How You Can Change the World in 5 Minutes a Day

time for change
Image by Gerd Altmann from Pixabay

What are you most outraged about at the moment? Gun violence? The prospect of women losing their reproductive freedom? The climate crisis? The attacks on transgendered persons? The erosion of church-state separation? The inability of our lawmakers to solve any of the problems confronting us today? Whatever your choice, I'm sure it is a good one.

The question I'd like you to consider is what you are doing about it on a daily basis. If you are like most of us, the answer is "not much." You may do all kinds of things to bring about change, but you aren't doing them every single day. I know I'm not.

What Can We Do?

My suggestion is a simple one. Suppose we were each to carve out 5 minutes a day to devote to our top priority. Each of us selects the thing we'd most like to see change. We then devote 5 minutes a day to working on it.

That would be a great start! And what if we weren't the only ones doing this? What if it caught on and more people joined us?

But what can one person do in 5 minutes? That's an excellent question, so here are some quick thoughts:

  • Write something to raise awareness about the importance of our cause
  • Use social media to share our thoughts and amplify those of others
  • Call the offices of our local, state, and federal lawmakers (or send emails or letters)
  • Learn more about our cause and how we can help
  • Connect with others who share our top priority and develop relationships
  • Express our gratitude to those who are doing more than we can

I could keep going, but you get the idea. There is a great deal we could do in 5 minutes a day. We could do the same thing every day, or we could pick and choose from a long list of options. The point is that we'd be doing something every day.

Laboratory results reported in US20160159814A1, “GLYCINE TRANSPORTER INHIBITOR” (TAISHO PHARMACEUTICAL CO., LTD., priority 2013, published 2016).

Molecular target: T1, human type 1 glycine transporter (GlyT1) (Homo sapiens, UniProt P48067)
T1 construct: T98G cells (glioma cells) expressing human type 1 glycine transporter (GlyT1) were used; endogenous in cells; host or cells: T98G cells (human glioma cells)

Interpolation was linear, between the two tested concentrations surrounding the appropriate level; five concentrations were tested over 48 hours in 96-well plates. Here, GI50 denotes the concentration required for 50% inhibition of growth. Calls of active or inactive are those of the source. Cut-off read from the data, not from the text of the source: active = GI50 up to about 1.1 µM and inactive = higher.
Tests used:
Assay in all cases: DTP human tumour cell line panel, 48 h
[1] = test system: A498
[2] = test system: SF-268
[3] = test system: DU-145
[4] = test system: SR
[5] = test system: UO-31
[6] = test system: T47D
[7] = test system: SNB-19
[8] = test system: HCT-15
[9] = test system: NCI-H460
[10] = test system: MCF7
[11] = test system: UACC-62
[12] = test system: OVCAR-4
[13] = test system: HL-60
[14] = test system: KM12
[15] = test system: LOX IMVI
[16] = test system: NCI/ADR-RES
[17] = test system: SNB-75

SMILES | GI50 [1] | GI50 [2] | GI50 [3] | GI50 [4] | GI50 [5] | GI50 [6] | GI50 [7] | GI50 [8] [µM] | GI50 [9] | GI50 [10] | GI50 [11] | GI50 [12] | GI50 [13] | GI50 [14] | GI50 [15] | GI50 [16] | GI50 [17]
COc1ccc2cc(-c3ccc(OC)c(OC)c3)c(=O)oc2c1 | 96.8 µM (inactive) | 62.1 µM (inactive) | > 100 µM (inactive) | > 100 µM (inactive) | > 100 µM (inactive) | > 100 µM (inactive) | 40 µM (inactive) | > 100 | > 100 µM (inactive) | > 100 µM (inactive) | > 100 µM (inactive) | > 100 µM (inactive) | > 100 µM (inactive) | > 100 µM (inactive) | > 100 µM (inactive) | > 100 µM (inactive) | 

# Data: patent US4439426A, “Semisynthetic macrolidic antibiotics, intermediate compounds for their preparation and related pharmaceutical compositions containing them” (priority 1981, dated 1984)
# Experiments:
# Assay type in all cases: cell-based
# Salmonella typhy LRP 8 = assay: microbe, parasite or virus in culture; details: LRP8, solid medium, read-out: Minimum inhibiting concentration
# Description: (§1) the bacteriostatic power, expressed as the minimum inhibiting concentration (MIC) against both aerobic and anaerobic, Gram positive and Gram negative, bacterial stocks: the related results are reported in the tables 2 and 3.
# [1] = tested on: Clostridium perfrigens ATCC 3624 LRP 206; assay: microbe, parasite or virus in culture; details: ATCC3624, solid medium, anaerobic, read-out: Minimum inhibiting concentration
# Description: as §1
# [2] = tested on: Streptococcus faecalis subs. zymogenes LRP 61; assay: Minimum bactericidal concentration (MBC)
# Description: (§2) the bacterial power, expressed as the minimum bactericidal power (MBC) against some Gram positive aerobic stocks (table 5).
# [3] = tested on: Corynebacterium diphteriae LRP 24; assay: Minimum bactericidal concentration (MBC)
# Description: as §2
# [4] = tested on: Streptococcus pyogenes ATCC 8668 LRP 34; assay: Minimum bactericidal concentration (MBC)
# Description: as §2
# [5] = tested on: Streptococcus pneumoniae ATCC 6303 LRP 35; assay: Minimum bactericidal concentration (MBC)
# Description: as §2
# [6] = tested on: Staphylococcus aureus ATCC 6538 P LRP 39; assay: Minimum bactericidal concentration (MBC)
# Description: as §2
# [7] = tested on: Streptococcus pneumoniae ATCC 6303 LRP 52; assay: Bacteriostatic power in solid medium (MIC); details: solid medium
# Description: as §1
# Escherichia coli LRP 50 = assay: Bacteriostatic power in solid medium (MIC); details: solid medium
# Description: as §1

Demanding Change

Put yourself in the shoes of whoever represents you in Congress. Can you imagine hearing from the same constituent every single day about the same issue? It would be annoying, wouldn't it? Now imagine that it wasn't one person but 5, then 10, then 20. At some point, it would become harder to dismiss. At the least, you'd know that some of your constituents were paying attention.

I suspect that many lawmakers refuse to act because we continue to make that an option. What if we decided not to do so? Suppose we'd had enough. What if we decided that it was time to apply some real pressure?

We have been waiting a long time for Congress to fix itself. It hasn't happened yet, and the clock is running. Whatever issue you selected as your choice, we don't have forever. Congress is not going to change itself without considerable and sustained pressure. If we want change, we have to remove all other options. We have to make it clear that change is the only way anyone earns a second term.

Changing Ourselves

It is easy to blame our lawmakers for their inaction or to point to the flaws in the system. They are corrupt. They take legal bribes. We need term limits or campaign finance reform. They don't care. I don't disagree with any of that. But I'm not ready to absolve us of responsibility. We are too apathetic and distractible. These are the hurdles we must overcome.

Want to reduce the number of mass shootings? Overcome your apathy by investing 5 minutes a day to take action. That's the easy part. If we care as much about the issue as we say we do, we can do this.

The hard part will be to maintain our focus over time. We may get bored. Another outrage will come along, and this will make it hard to stick with our first priority. This is the challenge. If my issue is gun violence, I have to stick with that as long as it is necessary. I have to continue even if we find ourselves in the unusual situation of not having a mass shooting for a few days.

Can we do this? Yes, we can. If we decide that we are sick of the status quo and willing to do something to change it, we can change it. What can you do in 5 minutes a day? You can do a hell of a lot more than thoughts and prayers ever accomplished!